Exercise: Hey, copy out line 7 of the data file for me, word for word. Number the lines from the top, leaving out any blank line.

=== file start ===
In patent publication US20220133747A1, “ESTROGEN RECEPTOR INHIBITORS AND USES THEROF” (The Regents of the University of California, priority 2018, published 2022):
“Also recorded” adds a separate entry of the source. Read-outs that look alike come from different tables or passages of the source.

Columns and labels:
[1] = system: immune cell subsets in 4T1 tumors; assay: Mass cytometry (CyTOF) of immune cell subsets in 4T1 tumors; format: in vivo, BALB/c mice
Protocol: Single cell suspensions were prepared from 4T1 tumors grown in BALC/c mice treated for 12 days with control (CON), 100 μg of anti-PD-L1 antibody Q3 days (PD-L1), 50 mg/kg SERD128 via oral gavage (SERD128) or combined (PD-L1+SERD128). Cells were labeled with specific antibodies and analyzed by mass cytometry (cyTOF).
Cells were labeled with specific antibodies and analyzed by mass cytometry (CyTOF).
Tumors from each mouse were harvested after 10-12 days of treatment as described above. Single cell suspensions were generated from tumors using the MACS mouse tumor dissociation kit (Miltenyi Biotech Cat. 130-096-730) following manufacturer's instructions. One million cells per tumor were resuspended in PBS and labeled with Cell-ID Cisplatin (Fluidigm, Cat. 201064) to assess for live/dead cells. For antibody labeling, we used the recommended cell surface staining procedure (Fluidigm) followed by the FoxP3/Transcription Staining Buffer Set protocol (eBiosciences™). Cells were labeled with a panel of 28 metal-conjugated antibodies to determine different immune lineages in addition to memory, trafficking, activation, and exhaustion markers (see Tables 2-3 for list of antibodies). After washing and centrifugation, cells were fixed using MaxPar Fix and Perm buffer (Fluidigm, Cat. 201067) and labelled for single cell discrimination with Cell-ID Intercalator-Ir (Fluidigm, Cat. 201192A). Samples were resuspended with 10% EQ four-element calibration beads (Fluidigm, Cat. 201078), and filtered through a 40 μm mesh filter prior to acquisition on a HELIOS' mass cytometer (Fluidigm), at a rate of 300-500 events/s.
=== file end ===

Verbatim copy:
Tumors from each mouse were harvested after 10-12 days of treatment as described above. Single cell suspensions were generated from tumors using the MACS mouse tumor dissociation kit (Miltenyi Biotech Cat. 130-096-730) following manufacturer's instructions. One million cells per tumor were resuspended in PBS and labeled with Cell-ID Cisplatin (Fluidigm, Cat. 201064) to assess for live/dead cells. For antibody labeling, we used the recommended cell surface staining procedure (Fluidigm) followed by the FoxP3/Transcription Staining Buffer Set protocol (eBiosciences™). Cells were labeled with a panel of 28 metal-conjugated antibodies to determine different immune lineages in addition to memory, trafficking, activation, and exhaustion markers (see Tables 2-3 for list of antibodies). After washing and centrifugation, cells were fixed using MaxPar Fix and Perm buffer (Fluidigm, Cat. 201067) and labelled for single cell discrimination with Cell-ID Intercalator-Ir (Fluidigm, Cat. 201192A). Samples were resuspended with 10% EQ four-element calibration beads (Fluidigm, Cat. 201078), and filtered through a 40 μm mesh filter prior to acquisition on a HELIOS' mass cytometer (Fluidigm), at a rate of 300-500 events/s.